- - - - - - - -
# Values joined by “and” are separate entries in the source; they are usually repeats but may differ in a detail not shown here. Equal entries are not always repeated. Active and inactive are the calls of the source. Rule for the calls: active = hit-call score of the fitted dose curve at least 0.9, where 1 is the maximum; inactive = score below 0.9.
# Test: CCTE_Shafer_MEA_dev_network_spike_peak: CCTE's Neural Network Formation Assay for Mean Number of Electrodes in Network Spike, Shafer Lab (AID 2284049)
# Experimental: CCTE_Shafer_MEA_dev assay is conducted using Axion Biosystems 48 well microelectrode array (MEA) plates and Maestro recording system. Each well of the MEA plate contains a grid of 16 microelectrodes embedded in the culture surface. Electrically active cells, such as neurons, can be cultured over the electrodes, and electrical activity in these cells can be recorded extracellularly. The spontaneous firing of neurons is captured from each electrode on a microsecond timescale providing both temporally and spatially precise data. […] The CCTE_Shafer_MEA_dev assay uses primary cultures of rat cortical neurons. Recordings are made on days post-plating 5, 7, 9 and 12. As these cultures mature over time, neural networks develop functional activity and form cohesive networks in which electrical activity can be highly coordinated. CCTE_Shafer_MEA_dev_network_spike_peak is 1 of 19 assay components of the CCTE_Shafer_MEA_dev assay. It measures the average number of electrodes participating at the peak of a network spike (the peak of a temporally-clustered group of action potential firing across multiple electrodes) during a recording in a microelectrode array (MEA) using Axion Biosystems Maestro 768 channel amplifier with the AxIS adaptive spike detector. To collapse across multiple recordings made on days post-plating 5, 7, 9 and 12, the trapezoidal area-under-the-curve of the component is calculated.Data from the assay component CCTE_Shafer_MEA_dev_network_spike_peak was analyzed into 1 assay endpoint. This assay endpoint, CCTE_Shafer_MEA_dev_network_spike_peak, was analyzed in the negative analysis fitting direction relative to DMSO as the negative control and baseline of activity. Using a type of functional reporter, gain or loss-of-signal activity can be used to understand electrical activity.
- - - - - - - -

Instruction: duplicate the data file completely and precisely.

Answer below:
# Values joined by “and” are separate entries in the source; they are usually repeats but may differ in a detail not shown here. Equal entries are not always repeated. Active and inactive are the calls of the source. Rule for the calls: active = hit-call score of the fitted dose curve at least 0.9, where 1 is the maximum; inactive = score below 0.9.
# Test: CCTE_Shafer_MEA_dev_network_spike_peak: CCTE's Neural Network Formation Assay for Mean Number of Electrodes in Network Spike, Shafer Lab (AID 2284049)
# Experimental: CCTE_Shafer_MEA_dev assay is conducted using Axion Biosystems 48 well microelectrode array (MEA) plates and Maestro recording system. Each well of the MEA plate contains a grid of 16 microelectrodes embedded in the culture surface. Electrically active cells, such as neurons, can be cultured over the electrodes, and electrical activity in these cells can be recorded extracellularly. The spontaneous firing of neurons is captured from each electrode on a microsecond timescale providing both temporally and spatially precise data. […] The CCTE_Shafer_MEA_dev assay uses primary cultures of rat cortical neurons. Recordings are made on days post-plating 5, 7, 9 and 12. As these cultures mature over time, neural networks develop functional activity and form cohesive networks in which electrical activity can be highly coordinated. CCTE_Shafer_MEA_dev_network_spike_peak is 1 of 19 assay components of the CCTE_Shafer_MEA_dev assay. It measures the average number of electrodes participating at the peak of a network spike (the peak of a temporally-clustered group of action potential firing across multiple electrodes) during a recording in a microelectrode array (MEA) using Axion Biosystems Maestro 768 channel amplifier with the AxIS adaptive spike detector. To collapse across multiple recordings made on days post-plating 5, 7, 9 and 12, the trapezoidal area-under-the-curve of the component is calculated.Data from the assay component CCTE_Shafer_MEA_dev_network_spike_peak was analyzed into 1 assay endpoint. This assay endpoint, CCTE_Shafer_MEA_dev_network_spike_peak, was analyzed in the negative analysis fitting direction relative to DMSO as the negative control and baseline of activity. Using a type of functional reporter, gain or loss-of-signal activity can be used to understand electrical activity.